16 nations announced their new commitments to dramatically bring down the maternal, newborn and child mortality. U.N. Secretary General Ban ki Moon has welcomed this announcement.
The initiative is a part of the Global Strategy for Women's and Children's Health. The commitments, made with the support of UNAIDS, UNFPA UNICEF, the World Bank and WHO (collectively known as the H4+ agencies), focus on measures proven effective in preventing deaths, such as increased contraceptive use, attended childbirth, improved access to emergency obstetric care, prevention of mother to child transmission of HIV, and childhood immunizations.
"Political and financial support for action on women's and children's health is reaching new and encouraging heights. The commitments build on the momentum of recent months, and prove that saving the lives of the most vulnerable can attract support at the highest levels," said Moon.
The U.N. Secretary-General is leading the Every Woman Every Child campaign to accelerate progress on Millennium Development Goals number four (child mortality) and number five (maternal health).
New commitments were announced by Burundi, Chad, the Central African Republic, Comoros, Guinea, Kyrgyzstan, the Lao People's Democratic Republic, Madagascar, Mongolia, Myanmar, Papua New Guinea, Sao Tome and Principe, Senegal, Tajikistan, Togo, and Viet Nam.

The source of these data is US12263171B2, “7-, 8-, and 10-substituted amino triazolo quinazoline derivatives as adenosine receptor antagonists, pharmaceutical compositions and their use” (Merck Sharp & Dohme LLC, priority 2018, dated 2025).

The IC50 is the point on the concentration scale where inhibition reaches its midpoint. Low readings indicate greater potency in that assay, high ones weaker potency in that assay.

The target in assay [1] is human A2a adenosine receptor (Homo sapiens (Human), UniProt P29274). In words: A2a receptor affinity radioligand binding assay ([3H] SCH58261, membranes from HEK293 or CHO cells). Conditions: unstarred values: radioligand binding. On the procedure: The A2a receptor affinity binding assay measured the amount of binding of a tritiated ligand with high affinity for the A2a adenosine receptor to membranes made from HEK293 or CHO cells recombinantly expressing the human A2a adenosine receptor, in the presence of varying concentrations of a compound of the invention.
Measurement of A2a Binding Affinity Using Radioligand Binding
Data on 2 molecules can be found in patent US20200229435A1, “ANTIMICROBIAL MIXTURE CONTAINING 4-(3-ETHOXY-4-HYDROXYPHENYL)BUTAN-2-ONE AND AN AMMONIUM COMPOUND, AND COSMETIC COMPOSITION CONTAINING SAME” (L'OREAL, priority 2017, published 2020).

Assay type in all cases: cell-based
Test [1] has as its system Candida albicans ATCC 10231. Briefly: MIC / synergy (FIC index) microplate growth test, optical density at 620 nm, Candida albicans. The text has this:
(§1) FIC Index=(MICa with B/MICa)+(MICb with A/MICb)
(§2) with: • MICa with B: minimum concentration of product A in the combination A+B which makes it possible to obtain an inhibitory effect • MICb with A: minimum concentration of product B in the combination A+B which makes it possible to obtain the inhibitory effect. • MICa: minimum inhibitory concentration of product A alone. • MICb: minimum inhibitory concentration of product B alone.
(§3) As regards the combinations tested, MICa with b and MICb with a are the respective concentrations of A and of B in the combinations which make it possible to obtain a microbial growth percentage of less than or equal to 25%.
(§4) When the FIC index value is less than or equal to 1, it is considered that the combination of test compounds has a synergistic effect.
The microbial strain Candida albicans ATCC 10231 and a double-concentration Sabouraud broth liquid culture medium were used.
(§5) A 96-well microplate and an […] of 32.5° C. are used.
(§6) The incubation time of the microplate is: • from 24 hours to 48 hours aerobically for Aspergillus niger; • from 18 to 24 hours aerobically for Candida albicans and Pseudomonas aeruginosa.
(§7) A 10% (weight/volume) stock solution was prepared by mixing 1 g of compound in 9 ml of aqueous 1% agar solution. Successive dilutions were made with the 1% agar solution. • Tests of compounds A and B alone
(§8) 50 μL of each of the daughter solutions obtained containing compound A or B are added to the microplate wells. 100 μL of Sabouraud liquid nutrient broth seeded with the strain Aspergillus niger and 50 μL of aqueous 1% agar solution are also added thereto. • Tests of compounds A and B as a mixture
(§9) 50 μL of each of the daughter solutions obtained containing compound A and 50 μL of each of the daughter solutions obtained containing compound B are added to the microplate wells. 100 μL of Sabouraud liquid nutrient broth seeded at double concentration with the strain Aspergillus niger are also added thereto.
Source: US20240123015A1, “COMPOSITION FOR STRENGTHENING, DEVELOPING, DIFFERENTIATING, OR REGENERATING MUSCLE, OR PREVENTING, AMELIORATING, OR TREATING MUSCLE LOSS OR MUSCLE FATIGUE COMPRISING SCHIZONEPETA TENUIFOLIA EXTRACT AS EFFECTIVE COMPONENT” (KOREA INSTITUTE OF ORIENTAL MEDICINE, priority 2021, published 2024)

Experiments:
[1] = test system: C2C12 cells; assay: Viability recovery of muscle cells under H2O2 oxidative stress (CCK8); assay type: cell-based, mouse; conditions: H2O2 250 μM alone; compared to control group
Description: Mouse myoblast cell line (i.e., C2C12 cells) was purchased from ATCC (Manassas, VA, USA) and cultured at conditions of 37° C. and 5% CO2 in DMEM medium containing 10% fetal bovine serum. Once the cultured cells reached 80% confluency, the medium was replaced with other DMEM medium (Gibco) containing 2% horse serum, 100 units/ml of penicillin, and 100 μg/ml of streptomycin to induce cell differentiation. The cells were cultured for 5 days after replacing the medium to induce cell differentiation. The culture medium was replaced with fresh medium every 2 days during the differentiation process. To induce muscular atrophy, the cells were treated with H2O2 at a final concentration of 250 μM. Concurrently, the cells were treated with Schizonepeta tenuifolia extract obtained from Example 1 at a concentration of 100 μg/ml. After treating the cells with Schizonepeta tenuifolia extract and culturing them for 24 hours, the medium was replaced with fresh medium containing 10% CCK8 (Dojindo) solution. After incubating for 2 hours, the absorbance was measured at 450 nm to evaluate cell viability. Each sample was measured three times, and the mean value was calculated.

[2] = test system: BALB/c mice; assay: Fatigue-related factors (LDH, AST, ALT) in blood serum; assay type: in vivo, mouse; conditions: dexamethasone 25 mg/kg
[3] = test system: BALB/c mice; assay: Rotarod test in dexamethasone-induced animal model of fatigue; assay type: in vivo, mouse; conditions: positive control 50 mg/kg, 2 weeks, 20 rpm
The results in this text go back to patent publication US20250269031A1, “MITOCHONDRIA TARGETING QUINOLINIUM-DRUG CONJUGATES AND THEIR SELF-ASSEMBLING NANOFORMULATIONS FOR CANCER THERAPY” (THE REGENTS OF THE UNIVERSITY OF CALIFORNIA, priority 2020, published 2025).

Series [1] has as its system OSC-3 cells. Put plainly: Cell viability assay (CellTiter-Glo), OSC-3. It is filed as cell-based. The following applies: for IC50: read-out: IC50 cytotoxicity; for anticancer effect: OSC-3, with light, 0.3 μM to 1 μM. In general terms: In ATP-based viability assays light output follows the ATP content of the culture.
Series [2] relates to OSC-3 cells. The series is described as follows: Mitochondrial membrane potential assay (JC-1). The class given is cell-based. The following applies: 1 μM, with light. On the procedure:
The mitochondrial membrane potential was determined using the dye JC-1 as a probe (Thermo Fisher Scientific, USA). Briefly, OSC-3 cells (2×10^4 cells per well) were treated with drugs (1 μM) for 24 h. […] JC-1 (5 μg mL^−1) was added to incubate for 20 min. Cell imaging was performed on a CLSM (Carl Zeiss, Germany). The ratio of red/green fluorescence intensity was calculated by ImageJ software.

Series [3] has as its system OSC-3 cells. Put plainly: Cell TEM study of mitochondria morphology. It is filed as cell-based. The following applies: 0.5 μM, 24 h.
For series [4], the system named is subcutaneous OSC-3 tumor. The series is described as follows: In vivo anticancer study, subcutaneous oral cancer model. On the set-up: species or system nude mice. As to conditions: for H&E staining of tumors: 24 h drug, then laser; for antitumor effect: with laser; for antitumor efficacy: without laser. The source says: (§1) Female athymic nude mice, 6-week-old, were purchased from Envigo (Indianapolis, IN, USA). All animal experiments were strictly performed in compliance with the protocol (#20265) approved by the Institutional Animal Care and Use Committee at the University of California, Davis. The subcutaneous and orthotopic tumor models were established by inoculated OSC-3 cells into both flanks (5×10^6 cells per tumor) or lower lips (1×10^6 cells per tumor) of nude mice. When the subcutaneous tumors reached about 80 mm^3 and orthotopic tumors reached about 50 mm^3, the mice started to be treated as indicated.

"The commitments by countries today demonstrate that we are on the verge of a tipping point," says Dr Babatunde Osotimehin, the Executive Director of UNFPA.
Every year, 358,000 women in the developing world aged 15-49 die of pregnancy and childbirth-related complications. Every year, 2.6 million children are stillborn, and a further 8.1 million die before their fifth birthday, including 3.3 million babies in the first month of life.
"'The Global Strategy is an unprecedented opportunity to help the women and children who need it most. The commitments made by Members States, donors and other partners are an impressive signal that we collectively take responsibility to achieve the health-related Millennium Development Goals and save more women's and children's lives," said World Health Organization Director-General Dr. Margaret Chan.
As part of the Global Strategy, the Commission for Information and Accountability for Women's and Children's Health also released new recommendations today, including to ensure that future commitments are spent as most needed.
The Global Strategy was launched in September 2010 to reduce maternal, newborn and child mortality in developing countries, with 40 billion dollars in commitments.